Chicano tattoos are very meaningful tattoos and represent many different elements from family, neighborhood, culture, emotions and memories. Characteristics of the chicano tattoos are black and gray color, fine lines, detailed and soft shading. Chicano tattoos regularly incorporate realistic portraits, religious, cultural, gang symbols and lettering. Chicano tattoos were made famous in LA by Chicano street culture but most Chicano designs were created in prison. As a very influential tattoo style, chicano tattoos have helped develop and inspire many different tattooing styles from portraits and realism to black and gray tattoos. When done right, nothing blows more people away like the Chicano black and gray styled tattoo sleeves.
Chicano Tattoo History
Sub cultures use symbols and tattoos to organize themselves into groups. Chicano tattoos are no different and the first chicano tattoos first showed up in the Pachuco gang in the 40’s. Mostly consisting of the Pachuco cross tattoo between the thumb and index finger. Script and portraits were also a predominate tattoo for chicanos. But it was not until the 60’s until the chicano style first established itself as a definitive tattoo style with the cholos. The black and gray ink color was heavily used in chicano tattoos as this was the most accessible ink color in prison. The art of chicano tattoos was refined and developed further on the streets of LA during the 70’s and 80’s. The first chicano prison tattoos were made used using make shift tattoo machines and ink as tattooing was forbidden in prison. The streets of LA further developed chicano designs from the many different chicano mantras such as “Laugh now, cry later”.
Religious chicano tattoos feature Jesus, virgin Mary, crosses, praying hands and the Pachuco cross. The Pachuco cross is a tattoo with three dots above a cross. The three dots mean mi vida loca (my crazy life) and the cross is a symbol of god. This tattoo is both religious and represents gang affiliation.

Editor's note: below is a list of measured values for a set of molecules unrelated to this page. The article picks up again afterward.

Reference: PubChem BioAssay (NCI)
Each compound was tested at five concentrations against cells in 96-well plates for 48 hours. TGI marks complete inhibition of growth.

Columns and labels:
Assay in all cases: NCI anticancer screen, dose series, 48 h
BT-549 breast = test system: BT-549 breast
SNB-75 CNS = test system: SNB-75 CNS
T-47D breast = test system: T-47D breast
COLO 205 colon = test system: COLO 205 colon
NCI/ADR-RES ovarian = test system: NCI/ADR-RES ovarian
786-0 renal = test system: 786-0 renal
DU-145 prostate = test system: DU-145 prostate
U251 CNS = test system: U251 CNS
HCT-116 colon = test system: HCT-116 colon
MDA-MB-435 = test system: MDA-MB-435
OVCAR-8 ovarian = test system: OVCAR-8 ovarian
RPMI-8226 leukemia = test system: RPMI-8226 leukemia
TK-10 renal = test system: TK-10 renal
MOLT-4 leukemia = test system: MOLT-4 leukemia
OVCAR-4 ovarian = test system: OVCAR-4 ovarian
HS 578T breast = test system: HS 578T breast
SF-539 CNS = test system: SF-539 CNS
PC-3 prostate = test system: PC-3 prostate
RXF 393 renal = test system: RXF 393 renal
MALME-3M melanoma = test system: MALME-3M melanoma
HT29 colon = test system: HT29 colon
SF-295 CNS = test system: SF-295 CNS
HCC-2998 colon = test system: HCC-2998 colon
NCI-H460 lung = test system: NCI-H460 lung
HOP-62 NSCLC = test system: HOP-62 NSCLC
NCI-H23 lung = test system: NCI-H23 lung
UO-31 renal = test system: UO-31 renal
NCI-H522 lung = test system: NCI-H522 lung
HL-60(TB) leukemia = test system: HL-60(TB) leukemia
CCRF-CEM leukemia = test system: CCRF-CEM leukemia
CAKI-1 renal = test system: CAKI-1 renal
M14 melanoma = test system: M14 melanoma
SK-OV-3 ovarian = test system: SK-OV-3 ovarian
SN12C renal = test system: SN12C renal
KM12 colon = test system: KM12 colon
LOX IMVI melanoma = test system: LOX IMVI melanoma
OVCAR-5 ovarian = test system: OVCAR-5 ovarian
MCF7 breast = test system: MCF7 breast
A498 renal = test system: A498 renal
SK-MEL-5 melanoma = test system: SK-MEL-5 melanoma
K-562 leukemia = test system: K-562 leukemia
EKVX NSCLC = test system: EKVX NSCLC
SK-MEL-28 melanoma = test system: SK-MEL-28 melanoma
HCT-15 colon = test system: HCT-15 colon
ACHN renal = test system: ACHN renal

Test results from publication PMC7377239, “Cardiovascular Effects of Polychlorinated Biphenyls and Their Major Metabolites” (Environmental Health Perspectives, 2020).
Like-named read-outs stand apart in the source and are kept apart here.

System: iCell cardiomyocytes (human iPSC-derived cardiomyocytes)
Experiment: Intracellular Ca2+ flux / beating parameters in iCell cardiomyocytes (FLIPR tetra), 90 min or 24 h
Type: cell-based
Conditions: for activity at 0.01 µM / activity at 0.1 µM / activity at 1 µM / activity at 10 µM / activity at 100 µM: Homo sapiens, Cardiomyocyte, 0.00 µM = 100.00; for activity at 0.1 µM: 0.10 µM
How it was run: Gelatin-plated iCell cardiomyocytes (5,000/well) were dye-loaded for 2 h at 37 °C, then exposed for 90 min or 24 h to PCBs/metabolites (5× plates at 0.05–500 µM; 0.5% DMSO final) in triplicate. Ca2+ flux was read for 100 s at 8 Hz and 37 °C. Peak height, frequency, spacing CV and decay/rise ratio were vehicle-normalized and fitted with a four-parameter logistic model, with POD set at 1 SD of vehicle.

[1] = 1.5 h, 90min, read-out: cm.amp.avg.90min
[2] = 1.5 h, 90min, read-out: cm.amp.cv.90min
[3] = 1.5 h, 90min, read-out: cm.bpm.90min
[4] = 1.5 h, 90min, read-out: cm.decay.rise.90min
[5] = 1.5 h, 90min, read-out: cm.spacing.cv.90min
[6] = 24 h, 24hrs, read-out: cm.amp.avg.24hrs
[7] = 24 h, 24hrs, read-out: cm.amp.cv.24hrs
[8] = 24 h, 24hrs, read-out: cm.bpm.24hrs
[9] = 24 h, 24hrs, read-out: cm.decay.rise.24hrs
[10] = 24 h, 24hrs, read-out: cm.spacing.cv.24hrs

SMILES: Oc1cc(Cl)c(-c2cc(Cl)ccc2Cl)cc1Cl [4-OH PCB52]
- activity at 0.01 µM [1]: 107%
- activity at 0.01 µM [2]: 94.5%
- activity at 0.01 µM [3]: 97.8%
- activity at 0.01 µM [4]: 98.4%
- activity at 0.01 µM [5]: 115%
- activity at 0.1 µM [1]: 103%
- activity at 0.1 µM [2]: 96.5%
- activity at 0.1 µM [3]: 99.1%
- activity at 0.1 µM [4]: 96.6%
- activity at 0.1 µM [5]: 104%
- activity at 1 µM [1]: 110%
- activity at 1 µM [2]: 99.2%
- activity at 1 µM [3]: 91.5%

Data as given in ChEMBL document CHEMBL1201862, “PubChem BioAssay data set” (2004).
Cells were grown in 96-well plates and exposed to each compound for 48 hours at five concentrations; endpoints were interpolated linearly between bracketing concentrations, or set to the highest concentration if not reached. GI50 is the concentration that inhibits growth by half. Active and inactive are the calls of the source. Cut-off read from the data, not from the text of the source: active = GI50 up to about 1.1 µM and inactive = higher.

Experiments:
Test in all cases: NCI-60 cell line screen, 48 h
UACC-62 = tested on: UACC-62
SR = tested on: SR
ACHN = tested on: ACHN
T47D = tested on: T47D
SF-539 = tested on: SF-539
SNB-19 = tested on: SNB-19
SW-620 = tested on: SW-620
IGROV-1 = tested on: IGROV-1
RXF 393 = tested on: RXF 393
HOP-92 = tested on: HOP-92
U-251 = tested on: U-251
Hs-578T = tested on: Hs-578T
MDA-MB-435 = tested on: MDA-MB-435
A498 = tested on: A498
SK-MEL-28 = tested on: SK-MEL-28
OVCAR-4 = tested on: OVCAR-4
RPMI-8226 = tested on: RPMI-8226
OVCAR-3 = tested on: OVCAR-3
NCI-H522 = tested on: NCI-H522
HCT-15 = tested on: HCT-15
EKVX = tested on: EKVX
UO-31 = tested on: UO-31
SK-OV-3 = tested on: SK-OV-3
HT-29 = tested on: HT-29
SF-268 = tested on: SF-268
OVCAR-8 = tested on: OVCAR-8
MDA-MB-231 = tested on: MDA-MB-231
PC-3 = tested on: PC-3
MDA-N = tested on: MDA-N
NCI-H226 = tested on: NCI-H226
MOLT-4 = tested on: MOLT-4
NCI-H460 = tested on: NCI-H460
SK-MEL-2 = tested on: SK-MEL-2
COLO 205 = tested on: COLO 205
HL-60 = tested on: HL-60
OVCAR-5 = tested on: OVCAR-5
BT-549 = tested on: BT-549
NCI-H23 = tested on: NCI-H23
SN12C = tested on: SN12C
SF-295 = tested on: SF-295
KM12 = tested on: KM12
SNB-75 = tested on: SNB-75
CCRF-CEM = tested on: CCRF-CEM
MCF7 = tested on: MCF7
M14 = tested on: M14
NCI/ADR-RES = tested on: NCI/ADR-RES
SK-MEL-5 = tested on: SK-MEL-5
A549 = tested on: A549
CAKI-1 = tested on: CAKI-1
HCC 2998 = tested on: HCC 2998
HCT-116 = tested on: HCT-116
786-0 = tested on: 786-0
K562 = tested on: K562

Portraits and realism chicano tattoos include family, lost loved ones, girls, cars, low riders, clowns, guns, masks, celebrities and people from Spanish history.
Laugh now, cry later tattoos. Often adopted for the meaning you keep smiling and cry inside. This tattoo which consists of two faces, one laughing and one crying are popular among gang affiliated chicanos, which represent strength and toughness. Clowns, masks or comedy masks can be used with or without the lettering “Laugh now, cry later” incorporated into the design. “Laugh now, cry later”, “Play now, pay later”, “Smile now, cry later” and “My happy life, my sad life” are all variations of the same concept.
Lettering is often bold to create impact or a fine elegant script to add softness. Lettering Chicano tattoos represent neighborhoods, areas, family names and Spanish words. These lettering or words are used stand alone, behind portraits or incorporated into a grand design.
The eagle is another commonly used symbol in chicano tattoos. The eagle is an Aztec symbol for warrior and also features on the Mexican flag. But can also represent freedom and other personal meanings.
Dia De Los Muertos or day of the dead is a time to celebrate the dead and remember those who were lost.